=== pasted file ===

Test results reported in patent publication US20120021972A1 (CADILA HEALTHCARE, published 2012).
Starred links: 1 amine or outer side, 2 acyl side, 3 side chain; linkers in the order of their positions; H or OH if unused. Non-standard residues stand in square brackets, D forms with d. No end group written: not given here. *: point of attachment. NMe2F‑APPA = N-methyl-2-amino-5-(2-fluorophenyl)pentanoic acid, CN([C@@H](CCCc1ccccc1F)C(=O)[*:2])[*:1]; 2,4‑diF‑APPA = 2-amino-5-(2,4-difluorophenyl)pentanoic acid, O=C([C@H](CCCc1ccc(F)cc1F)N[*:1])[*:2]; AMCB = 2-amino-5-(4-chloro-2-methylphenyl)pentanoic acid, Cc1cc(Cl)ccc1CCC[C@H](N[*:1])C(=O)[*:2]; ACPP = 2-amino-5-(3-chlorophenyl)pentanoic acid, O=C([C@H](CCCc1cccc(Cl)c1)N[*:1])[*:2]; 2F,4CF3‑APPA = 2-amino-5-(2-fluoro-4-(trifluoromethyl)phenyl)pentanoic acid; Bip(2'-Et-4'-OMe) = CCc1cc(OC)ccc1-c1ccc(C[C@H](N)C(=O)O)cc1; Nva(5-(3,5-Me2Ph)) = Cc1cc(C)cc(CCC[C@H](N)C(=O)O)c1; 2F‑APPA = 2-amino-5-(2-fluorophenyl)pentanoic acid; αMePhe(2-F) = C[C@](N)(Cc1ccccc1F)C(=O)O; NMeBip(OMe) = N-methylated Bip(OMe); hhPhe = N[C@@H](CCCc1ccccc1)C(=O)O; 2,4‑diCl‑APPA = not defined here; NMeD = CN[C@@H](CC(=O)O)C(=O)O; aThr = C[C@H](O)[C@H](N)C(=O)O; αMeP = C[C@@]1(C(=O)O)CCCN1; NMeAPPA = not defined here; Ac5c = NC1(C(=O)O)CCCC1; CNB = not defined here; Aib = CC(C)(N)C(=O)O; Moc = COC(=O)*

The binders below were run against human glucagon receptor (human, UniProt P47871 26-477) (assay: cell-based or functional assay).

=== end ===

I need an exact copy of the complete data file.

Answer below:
Test results reported in patent publication US20120021972A1 (CADILA HEALTHCARE, published 2012).
Starred links: 1 amine or outer side, 2 acyl side, 3 side chain; linkers in the order of their positions; H or OH if unused. Non-standard residues stand in square brackets, D forms with d. No end group written: not given here. *: point of attachment. NMe2F‑APPA = N-methyl-2-amino-5-(2-fluorophenyl)pentanoic acid, CN([C@@H](CCCc1ccccc1F)C(=O)[*:2])[*:1]; 2,4‑diF‑APPA = 2-amino-5-(2,4-difluorophenyl)pentanoic acid, O=C([C@H](CCCc1ccc(F)cc1F)N[*:1])[*:2]; AMCB = 2-amino-5-(4-chloro-2-methylphenyl)pentanoic acid, Cc1cc(Cl)ccc1CCC[C@H](N[*:1])C(=O)[*:2]; ACPP = 2-amino-5-(3-chlorophenyl)pentanoic acid, O=C([C@H](CCCc1cccc(Cl)c1)N[*:1])[*:2]; 2F,4CF3‑APPA = 2-amino-5-(2-fluoro-4-(trifluoromethyl)phenyl)pentanoic acid; Bip(2'-Et-4'-OMe) = CCc1cc(OC)ccc1-c1ccc(C[C@H](N)C(=O)O)cc1; Nva(5-(3,5-Me2Ph)) = Cc1cc(C)cc(CCC[C@H](N)C(=O)O)c1; 2F‑APPA = 2-amino-5-(2-fluorophenyl)pentanoic acid; αMePhe(2-F) = C[C@](N)(Cc1ccccc1F)C(=O)O; NMeBip(OMe) = N-methylated Bip(OMe); hhPhe = N[C@@H](CCCc1ccccc1)C(=O)O; 2,4‑diCl‑APPA = not defined here; NMeD = CN[C@@H](CC(=O)O)C(=O)O; aThr = C[C@H](O)[C@H](N)C(=O)O; αMeP = C[C@@]1(C(=O)O)CCCN1; NMeAPPA = not defined here; Ac5c = NC1(C(=O)O)CCCC1; CNB = not defined here; Aib = CC(C)(N)C(=O)O; Moc = COC(=O)*

The binders below were run against human glucagon receptor (human, UniProt P47871 26-477) (assay: cell-based or functional assay).